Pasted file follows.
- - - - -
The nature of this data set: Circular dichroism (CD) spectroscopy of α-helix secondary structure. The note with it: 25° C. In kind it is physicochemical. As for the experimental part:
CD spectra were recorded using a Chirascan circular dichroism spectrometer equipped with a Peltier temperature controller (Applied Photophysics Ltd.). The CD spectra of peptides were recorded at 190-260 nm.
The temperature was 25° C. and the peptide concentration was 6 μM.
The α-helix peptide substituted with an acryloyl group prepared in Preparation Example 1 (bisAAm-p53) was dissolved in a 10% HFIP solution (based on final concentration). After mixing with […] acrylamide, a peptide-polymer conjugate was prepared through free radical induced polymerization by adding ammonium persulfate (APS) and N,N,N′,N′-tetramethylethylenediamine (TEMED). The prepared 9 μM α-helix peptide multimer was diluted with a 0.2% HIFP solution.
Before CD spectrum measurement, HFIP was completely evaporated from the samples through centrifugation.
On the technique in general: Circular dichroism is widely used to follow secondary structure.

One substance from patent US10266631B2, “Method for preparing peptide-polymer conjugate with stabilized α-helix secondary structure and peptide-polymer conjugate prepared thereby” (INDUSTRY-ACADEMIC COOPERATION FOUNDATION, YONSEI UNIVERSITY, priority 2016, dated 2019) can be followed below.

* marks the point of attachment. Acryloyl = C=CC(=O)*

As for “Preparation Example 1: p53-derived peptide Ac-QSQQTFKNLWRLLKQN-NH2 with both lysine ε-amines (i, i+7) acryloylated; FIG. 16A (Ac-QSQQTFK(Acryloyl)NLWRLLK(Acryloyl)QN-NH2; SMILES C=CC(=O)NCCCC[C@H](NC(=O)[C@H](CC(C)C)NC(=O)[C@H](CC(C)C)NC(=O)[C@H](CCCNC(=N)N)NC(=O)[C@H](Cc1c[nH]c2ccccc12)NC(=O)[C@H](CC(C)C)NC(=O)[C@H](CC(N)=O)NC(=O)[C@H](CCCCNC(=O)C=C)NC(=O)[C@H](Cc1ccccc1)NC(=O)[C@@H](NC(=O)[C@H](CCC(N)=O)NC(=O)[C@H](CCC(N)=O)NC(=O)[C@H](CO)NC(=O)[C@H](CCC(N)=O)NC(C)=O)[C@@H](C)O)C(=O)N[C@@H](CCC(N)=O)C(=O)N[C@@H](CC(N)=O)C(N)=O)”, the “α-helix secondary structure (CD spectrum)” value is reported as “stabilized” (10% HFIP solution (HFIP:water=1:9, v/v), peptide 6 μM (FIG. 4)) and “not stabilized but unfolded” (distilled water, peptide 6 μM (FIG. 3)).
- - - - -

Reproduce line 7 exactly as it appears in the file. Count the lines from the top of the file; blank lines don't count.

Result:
One substance from patent US10266631B2, “Method for preparing peptide-polymer conjugate with stabilized α-helix secondary structure and peptide-polymer conjugate prepared thereby” (INDUSTRY-ACADEMIC COOPERATION FOUNDATION, YONSEI UNIVERSITY, priority 2016, dated 2019) can be followed below.